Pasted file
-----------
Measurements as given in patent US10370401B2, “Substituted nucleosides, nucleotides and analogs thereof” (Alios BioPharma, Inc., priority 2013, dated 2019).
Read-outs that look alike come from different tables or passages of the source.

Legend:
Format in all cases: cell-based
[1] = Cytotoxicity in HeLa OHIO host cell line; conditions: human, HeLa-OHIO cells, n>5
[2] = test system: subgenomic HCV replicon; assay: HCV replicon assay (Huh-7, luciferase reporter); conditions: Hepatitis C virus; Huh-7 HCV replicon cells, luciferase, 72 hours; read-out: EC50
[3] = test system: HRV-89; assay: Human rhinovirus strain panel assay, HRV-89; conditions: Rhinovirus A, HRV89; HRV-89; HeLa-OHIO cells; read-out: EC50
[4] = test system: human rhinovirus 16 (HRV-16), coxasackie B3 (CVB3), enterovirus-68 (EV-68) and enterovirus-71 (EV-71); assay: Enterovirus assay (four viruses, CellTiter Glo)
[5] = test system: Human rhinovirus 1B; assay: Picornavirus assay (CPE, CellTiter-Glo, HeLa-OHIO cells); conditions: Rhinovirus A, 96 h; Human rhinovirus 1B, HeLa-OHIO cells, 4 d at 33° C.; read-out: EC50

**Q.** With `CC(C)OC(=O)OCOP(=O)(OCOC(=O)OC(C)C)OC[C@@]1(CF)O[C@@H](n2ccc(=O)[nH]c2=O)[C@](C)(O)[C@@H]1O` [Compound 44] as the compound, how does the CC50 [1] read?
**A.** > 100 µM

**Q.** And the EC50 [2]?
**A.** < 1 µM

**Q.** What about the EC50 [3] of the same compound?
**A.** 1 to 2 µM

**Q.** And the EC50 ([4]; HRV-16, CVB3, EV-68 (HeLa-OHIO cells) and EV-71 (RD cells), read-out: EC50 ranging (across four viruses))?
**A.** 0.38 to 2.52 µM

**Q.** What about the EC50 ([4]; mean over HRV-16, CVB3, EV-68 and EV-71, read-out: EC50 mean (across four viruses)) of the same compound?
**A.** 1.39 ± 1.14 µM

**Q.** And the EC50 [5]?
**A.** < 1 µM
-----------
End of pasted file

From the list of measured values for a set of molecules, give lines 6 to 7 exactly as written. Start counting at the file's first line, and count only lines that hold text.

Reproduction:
[2] = test system: subgenomic HCV replicon; assay: HCV replicon assay (Huh-7, luciferase reporter); conditions: Hepatitis C virus; Huh-7 HCV replicon cells, luciferase, 72 hours; read-out: EC50
[3] = test system: HRV-89; assay: Human rhinovirus strain panel assay, HRV-89; conditions: Rhinovirus A, HRV89; HRV-89; HeLa-OHIO cells; read-out: EC50